Another fort was built along the coast and is mentioned as overgrown in Company C accounts. The last traces of this were swept away by the storm surge that came with Typhoon Yolanda.
It may have been in the Miralles restoration or the earlier pre-existing church that it acquired one of the least known and most mysterious artefacts of the Balangiga canon – an English cannon9 from halfway around the other side of the world10.
How did a seven-foot long, 2.5 inch calibre iron Falcon cannon weighing several tonnes, produced in Houndsditch in London’s East End,11 end up in an almost unknown village half a world away? It bears the characteristic emblem ‘MR’ in raised relief, of Queen Mary 1, dated 1557. The only other known example is in the Tower of London.
It has been suggested that the cannon came from a shipwreck, or acquired during one of Britain’s regular conflicts with the Spanish, the truth maybe both simpler, and more romantic.
Queen Mary of England was a Catholic, closely allied with the Vatican, who married King Philip of Spain and died in 1558. In 1557 she allied Britain with Spain in a war against France, a war that beggared King Philip’s coffers. It seems reasonable that a wife would want to give a hand to her husband by loaning, selling or giving weaponry to him, particularly since she committed her nation’s armed forces to her husband’s cause.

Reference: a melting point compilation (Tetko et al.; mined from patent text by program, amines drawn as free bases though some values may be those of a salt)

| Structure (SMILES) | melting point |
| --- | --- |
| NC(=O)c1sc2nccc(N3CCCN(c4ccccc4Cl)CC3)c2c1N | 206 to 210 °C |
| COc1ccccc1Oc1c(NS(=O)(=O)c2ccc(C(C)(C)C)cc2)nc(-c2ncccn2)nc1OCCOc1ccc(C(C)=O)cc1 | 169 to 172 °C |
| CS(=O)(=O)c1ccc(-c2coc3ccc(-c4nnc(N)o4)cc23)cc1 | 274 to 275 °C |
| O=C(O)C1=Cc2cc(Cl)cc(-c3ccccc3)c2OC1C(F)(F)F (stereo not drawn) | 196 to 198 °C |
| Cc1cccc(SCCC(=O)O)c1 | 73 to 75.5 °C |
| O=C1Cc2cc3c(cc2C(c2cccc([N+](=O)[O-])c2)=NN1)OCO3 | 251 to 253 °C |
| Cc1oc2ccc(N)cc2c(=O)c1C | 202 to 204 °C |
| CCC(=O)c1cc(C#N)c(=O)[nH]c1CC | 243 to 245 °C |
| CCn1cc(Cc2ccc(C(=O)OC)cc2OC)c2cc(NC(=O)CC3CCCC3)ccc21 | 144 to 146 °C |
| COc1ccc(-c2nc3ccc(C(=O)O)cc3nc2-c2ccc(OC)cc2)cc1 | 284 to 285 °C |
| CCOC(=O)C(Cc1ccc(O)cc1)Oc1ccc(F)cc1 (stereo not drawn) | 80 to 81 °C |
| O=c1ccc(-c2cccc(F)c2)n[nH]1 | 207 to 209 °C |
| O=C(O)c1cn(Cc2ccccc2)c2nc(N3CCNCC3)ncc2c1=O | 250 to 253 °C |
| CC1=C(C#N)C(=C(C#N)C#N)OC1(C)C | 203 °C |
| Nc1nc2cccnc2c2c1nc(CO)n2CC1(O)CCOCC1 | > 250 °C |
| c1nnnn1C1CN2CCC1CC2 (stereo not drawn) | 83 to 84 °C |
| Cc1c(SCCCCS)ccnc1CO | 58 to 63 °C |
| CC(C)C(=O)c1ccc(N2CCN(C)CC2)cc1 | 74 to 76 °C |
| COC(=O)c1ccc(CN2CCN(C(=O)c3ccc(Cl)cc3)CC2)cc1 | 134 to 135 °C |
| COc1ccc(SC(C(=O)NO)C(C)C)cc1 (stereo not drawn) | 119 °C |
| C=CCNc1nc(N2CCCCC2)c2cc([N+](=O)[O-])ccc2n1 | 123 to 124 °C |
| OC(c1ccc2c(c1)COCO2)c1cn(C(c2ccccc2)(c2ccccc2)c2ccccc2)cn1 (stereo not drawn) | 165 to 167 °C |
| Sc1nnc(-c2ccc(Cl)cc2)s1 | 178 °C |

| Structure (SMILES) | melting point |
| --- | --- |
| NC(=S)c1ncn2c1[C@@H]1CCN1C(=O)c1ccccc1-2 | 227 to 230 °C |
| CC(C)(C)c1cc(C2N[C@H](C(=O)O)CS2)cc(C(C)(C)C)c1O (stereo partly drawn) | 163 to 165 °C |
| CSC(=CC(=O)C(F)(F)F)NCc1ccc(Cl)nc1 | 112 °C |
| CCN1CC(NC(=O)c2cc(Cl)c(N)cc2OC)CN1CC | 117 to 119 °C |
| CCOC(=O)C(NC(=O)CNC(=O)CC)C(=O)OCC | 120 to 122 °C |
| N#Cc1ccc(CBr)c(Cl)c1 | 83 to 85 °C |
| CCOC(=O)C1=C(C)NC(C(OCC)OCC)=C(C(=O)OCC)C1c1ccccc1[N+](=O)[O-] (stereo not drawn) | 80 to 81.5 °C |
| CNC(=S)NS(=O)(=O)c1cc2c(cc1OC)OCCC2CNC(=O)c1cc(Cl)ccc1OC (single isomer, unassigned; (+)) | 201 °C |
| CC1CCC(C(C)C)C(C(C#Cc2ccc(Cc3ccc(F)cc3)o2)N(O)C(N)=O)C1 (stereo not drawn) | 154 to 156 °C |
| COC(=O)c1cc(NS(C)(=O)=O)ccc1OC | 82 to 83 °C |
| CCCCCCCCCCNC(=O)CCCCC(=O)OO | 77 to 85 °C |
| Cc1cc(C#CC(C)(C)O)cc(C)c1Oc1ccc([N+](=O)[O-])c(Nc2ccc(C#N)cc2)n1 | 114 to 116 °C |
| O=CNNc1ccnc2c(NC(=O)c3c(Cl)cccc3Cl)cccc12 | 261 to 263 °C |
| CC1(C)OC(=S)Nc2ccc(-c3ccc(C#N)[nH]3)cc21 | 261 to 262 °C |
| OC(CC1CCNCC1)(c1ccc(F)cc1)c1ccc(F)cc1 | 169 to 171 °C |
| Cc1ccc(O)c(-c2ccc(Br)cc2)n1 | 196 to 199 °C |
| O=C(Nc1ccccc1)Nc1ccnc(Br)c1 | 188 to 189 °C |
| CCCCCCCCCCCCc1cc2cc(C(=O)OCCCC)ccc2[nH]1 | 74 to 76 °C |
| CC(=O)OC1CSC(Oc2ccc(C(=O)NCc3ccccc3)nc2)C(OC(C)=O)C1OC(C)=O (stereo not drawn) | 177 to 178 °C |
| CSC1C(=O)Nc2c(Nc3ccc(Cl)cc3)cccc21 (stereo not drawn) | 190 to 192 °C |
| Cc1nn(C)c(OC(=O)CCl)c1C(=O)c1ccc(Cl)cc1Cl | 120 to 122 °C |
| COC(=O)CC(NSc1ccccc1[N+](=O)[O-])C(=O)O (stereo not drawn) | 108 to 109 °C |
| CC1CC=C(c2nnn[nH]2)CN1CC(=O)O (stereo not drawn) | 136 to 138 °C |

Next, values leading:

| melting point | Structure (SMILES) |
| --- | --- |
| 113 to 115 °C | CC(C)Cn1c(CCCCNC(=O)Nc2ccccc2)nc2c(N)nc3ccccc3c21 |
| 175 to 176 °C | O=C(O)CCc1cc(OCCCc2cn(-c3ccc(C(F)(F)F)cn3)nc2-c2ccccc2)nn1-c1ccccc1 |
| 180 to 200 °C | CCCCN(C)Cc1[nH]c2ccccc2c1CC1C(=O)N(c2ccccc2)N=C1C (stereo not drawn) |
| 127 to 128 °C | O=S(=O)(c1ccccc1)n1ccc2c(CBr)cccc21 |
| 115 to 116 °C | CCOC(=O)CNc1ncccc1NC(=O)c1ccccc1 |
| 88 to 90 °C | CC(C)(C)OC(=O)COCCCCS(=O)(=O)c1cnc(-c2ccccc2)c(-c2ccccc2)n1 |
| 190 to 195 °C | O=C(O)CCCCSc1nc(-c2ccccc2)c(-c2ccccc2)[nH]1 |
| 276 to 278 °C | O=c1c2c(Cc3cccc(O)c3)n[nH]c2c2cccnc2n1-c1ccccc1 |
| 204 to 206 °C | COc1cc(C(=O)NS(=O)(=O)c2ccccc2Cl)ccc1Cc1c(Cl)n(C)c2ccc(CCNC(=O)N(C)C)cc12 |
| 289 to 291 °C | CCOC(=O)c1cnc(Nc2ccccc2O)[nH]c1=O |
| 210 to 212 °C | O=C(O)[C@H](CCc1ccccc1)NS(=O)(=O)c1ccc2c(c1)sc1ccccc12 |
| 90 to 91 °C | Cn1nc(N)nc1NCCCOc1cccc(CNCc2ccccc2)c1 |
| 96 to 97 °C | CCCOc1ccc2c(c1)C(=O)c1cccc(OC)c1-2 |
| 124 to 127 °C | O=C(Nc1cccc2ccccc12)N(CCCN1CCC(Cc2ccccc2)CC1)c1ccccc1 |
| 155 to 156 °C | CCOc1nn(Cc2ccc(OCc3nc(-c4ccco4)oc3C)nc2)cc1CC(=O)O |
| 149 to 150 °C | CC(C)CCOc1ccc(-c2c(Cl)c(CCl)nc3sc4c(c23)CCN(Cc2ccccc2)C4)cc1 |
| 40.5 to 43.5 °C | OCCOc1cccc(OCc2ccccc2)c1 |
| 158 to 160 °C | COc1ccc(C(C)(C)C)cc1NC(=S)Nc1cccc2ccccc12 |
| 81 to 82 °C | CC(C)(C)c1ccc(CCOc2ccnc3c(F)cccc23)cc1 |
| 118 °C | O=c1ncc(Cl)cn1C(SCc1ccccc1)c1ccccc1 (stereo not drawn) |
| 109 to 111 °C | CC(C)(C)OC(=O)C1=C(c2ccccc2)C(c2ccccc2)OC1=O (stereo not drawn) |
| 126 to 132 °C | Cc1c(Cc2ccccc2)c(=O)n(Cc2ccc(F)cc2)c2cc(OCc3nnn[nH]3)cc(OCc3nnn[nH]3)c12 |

Ultimately, Mary managed to lose a piece of England’s prime European properties, Calais, and became an unpopular queen. She died in 1558 with ‘Calais written on her heart’, to be replaced by her half sister, Elizabeth, who became, at worst, the second greatest queen Britain ever knew.
There was no conflict between Brtain and Spain during Mary’s reign to explain the presence of one of her cannon.
In 1569, Spanish Catholic missionaries set off for South America and 23 years later set off for the Philippines, in fact to Samar. The Spanish send weapons to the missionaried to defend themselves against slave raiders, which is the most reasonable pathway for the cannon to reach Samar.